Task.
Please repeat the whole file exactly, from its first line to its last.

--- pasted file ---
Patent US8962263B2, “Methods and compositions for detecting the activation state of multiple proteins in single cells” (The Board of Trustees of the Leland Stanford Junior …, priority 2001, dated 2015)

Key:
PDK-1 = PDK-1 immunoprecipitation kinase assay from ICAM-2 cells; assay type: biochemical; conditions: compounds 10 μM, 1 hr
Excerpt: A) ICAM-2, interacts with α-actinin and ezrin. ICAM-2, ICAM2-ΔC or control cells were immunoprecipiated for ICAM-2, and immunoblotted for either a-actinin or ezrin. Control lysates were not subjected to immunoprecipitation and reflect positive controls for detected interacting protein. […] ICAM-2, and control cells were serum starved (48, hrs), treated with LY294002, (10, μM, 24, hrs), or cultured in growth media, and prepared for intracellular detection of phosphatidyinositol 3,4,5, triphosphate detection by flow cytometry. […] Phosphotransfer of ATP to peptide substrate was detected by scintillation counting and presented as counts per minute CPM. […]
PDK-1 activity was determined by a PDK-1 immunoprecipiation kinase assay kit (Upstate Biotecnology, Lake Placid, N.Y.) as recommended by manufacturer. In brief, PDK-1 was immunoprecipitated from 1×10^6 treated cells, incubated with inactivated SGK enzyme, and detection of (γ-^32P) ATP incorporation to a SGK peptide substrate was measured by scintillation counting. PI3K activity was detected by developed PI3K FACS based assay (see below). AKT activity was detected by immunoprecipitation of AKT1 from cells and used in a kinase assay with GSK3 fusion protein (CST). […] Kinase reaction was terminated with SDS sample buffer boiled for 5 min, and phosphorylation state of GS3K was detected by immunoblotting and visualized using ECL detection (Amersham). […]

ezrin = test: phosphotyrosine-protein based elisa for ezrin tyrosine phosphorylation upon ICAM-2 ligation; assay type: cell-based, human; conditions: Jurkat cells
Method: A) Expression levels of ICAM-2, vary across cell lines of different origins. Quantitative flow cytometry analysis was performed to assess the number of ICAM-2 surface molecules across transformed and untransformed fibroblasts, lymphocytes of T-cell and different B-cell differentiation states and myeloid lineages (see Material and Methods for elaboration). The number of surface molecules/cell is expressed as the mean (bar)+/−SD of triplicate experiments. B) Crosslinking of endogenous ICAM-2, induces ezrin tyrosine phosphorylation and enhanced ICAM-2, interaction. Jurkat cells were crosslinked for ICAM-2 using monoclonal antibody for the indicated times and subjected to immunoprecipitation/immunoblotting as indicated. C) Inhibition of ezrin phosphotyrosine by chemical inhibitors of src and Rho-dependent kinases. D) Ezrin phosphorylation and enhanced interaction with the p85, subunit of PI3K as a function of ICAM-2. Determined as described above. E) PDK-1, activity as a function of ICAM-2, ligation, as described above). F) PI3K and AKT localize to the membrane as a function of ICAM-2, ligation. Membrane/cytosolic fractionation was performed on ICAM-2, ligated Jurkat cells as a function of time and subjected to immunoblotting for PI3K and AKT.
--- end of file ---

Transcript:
Patent US8962263B2, “Methods and compositions for detecting the activation state of multiple proteins in single cells” (The Board of Trustees of the Leland Stanford Junior …, priority 2001, dated 2015)

Key:
PDK-1 = PDK-1 immunoprecipitation kinase assay from ICAM-2 cells; assay type: biochemical; conditions: compounds 10 μM, 1 hr
Excerpt: A) ICAM-2, interacts with α-actinin and ezrin. ICAM-2, ICAM2-ΔC or control cells were immunoprecipiated for ICAM-2, and immunoblotted for either a-actinin or ezrin. Control lysates were not subjected to immunoprecipitation and reflect positive controls for detected interacting protein. […] ICAM-2, and control cells were serum starved (48, hrs), treated with LY294002, (10, μM, 24, hrs), or cultured in growth media, and prepared for intracellular detection of phosphatidyinositol 3,4,5, triphosphate detection by flow cytometry. […] Phosphotransfer of ATP to peptide substrate was detected by scintillation counting and presented as counts per minute CPM. […]
PDK-1 activity was determined by a PDK-1 immunoprecipiation kinase assay kit (Upstate Biotecnology, Lake Placid, N.Y.) as recommended by manufacturer. In brief, PDK-1 was immunoprecipitated from 1×10^6 treated cells, incubated with inactivated SGK enzyme, and detection of (γ-^32P) ATP incorporation to a SGK peptide substrate was measured by scintillation counting. PI3K activity was detected by developed PI3K FACS based assay (see below). AKT activity was detected by immunoprecipitation of AKT1 from cells and used in a kinase assay with GSK3 fusion protein (CST). […] Kinase reaction was terminated with SDS sample buffer boiled for 5 min, and phosphorylation state of GS3K was detected by immunoblotting and visualized using ECL detection (Amersham). […]

ezrin = test: phosphotyrosine-protein based elisa for ezrin tyrosine phosphorylation upon ICAM-2 ligation; assay type: cell-based, human; conditions: Jurkat cells
Method: A) Expression levels of ICAM-2, vary across cell lines of different origins. Quantitative flow cytometry analysis was performed to assess the number of ICAM-2 surface molecules across transformed and untransformed fibroblasts, lymphocytes of T-cell and different B-cell differentiation states and myeloid lineages (see Material and Methods for elaboration). The number of surface molecules/cell is expressed as the mean (bar)+/−SD of triplicate experiments. B) Crosslinking of endogenous ICAM-2, induces ezrin tyrosine phosphorylation and enhanced ICAM-2, interaction. Jurkat cells were crosslinked for ICAM-2 using monoclonal antibody for the indicated times and subjected to immunoprecipitation/immunoblotting as indicated. C) Inhibition of ezrin phosphotyrosine by chemical inhibitors of src and Rho-dependent kinases. D) Ezrin phosphorylation and enhanced interaction with the p85, subunit of PI3K as a function of ICAM-2. Determined as described above. E) PDK-1, activity as a function of ICAM-2, ligation, as described above). F) PI3K and AKT localize to the membrane as a function of ICAM-2, ligation. Membrane/cytosolic fractionation was performed on ICAM-2, ligated Jurkat cells as a function of time and subjected to immunoblotting for PI3K and AKT.